It beat its own optimistic sales forecast, but battery-electric automaker Tesla Motors nonetheless dropped $50 million, or 40 cents per share, into the red for the first quarter of 2014.
But after excluding special one-time items, the Silicon Valley-based start-up managed to eke out a $17 million adjusted income, or 12 cents a share. That handily exceeded the consensus industry analyst forecast of 6 cents per share.
Tesla had a significant quarter, the maker coping with concerns about the safety of its battery packs – ultimately heading off a federal investigation by announcing plans to add a new, titanium safety cage underneath its Model S – while preparing for its much-anticipated product launch in the booming Chinese market.
While European sales failed to gain the momentum some optimistically anticipated, Tesla nonetheless exceeded its own first-quarter production forecast by about 2%, assembling 7,535 vehicles during the January through March period. The maker plans to continue ramping up production in the months ahead, with full-year output set to reach 35,000 battery cars.
(Click Here for a test drive of BMW’s new plug-in hybrid sports car.)
Adjusted revenue for the latest quarter came in at $713 million, up 27% from the $621 million generated during the first quarter of 2013.
Looking forward, Tesla has noted that it is finally selling cars in the world’s largest automotive market, CEO Elon Musk telling investors in a note announcing the earnings that, “We plan to expand in China as fast as possible because we believe the company could be one of our largest markets.”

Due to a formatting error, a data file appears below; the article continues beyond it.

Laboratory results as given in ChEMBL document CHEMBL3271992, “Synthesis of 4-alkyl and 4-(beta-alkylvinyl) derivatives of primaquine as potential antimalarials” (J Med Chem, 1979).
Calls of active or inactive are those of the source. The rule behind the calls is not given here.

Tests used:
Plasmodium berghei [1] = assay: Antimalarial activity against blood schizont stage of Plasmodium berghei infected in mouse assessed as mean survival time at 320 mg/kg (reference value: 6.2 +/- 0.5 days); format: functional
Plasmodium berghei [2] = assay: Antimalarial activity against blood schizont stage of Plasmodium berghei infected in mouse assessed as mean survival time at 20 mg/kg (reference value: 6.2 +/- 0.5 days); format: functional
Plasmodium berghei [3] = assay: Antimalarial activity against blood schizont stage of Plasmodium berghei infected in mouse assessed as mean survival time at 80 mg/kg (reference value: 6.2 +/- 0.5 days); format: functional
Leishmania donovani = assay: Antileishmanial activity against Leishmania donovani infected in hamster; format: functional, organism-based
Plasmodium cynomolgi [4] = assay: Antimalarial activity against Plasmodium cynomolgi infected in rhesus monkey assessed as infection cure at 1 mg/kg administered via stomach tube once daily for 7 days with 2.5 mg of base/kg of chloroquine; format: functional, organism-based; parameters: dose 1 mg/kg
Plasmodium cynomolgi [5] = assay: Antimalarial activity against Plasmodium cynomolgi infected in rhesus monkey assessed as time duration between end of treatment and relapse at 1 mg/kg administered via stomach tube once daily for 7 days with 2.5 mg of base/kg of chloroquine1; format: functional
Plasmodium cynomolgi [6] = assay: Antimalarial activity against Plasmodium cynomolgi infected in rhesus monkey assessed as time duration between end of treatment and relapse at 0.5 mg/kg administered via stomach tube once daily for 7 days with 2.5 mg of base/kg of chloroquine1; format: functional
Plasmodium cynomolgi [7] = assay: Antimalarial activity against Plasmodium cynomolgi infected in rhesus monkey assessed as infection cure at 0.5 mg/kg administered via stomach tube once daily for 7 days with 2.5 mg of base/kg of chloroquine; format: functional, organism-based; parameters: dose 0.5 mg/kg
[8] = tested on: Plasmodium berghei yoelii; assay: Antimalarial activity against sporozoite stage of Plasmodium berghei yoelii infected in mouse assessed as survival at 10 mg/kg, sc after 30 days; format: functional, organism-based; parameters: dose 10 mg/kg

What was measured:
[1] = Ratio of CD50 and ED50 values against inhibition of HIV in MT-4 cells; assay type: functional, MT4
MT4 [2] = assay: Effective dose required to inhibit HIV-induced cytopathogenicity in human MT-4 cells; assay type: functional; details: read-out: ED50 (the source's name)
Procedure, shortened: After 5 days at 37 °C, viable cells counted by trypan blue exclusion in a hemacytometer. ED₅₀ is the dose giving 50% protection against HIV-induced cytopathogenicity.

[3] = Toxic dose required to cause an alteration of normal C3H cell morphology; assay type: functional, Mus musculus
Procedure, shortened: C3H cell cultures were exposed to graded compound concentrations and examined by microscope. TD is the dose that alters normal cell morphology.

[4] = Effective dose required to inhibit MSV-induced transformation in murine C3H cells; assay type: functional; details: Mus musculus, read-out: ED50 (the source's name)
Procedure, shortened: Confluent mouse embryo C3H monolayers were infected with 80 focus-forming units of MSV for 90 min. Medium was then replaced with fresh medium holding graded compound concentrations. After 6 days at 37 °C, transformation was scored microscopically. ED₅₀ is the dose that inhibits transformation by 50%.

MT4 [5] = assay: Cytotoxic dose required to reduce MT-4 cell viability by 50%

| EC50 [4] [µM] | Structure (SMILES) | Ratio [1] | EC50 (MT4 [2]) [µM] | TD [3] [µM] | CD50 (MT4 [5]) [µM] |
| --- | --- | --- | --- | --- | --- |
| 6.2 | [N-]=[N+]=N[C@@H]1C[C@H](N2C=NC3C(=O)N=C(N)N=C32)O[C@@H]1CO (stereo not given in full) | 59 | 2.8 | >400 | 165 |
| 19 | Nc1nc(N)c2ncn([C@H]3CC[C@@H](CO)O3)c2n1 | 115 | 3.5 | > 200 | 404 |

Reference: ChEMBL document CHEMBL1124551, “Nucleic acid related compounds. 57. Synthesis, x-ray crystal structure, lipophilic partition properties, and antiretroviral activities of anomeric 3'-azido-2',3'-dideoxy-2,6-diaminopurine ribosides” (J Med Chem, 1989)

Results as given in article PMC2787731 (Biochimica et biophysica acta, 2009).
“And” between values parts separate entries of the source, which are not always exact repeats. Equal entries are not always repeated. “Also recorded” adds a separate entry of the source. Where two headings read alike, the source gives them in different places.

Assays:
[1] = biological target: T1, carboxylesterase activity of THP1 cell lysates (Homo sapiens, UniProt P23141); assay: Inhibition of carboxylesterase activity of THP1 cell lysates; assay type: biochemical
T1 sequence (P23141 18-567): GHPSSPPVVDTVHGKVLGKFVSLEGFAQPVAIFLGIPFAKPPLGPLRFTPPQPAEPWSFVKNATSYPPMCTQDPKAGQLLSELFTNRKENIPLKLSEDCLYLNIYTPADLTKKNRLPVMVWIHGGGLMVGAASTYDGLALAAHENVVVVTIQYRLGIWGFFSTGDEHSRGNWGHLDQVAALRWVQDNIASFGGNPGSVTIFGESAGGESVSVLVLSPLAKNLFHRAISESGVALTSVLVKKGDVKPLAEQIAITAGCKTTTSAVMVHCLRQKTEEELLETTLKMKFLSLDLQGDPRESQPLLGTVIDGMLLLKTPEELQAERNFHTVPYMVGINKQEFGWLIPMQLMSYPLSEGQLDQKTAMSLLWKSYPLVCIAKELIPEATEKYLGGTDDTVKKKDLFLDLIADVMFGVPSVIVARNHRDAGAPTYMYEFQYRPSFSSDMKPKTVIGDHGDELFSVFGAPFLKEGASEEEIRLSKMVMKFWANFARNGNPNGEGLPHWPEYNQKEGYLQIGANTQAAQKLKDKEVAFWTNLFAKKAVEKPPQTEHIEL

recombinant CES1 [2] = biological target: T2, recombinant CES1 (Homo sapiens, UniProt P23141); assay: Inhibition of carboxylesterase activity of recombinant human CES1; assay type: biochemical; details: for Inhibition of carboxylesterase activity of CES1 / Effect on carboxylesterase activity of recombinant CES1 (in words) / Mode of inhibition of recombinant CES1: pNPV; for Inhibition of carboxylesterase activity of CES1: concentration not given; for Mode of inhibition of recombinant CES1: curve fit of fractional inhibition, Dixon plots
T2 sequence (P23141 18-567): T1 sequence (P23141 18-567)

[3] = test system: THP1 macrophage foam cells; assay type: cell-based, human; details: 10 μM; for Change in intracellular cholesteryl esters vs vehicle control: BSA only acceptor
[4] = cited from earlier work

The Chinese market could be particularly crucial for Tesla because it is not only world’s largest automotive markets but could soon become the biggest for alternative-powered vehicles, such as battery-cars, in a bid to reduce the endemic smog problem plaguing cities like Beijing and Shanghai.
(First drive: Mercedes-Benz B-Class Electric. Click Here for the review.)
China has some unique challenges for the battery-car industry, however, in that a large percentage of its population lives in major cities where it is difficult to set up a home recharging system. To get around that problem, Tesla plans to set up a national network of so-called Supercharger stations where Model S owners could go for a free 80% top-off of their batteries in less than an hour. The first Chinese station will soon debut in Shanghai.
Tesla is meanwhile moving ahead on the expansion of the U.S. Supercharger network.
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While the automaker appears to have dodged the bullet on the battery pack safety issue, it still does have its challenges. Those include the ongoing fight Tesla faces in New Jersey and a number of other states that do not intend to approve the automaker’s plans to set up factory-owned dealerships.
The maker has received support for that direct-to-buyer approach, most recently, it noted, from three directors of the Federal Trade Commission who “published a blog post that explained the many reasons why Tesla’s ability to sell directly is superior for consumers and why efforts to undercut that ability represent ‘bad policy,’” Tesla noted in its earnings release.
Growing production – and sales – will be one of the biggest hurdles in the coming months, but Tesla must also move forward on CEO Elon Musk’s latest pet project, a “Gigafactory” that would become the world’s largest supplier of lithium-ion battery technology when it goes into production around the end of the decade.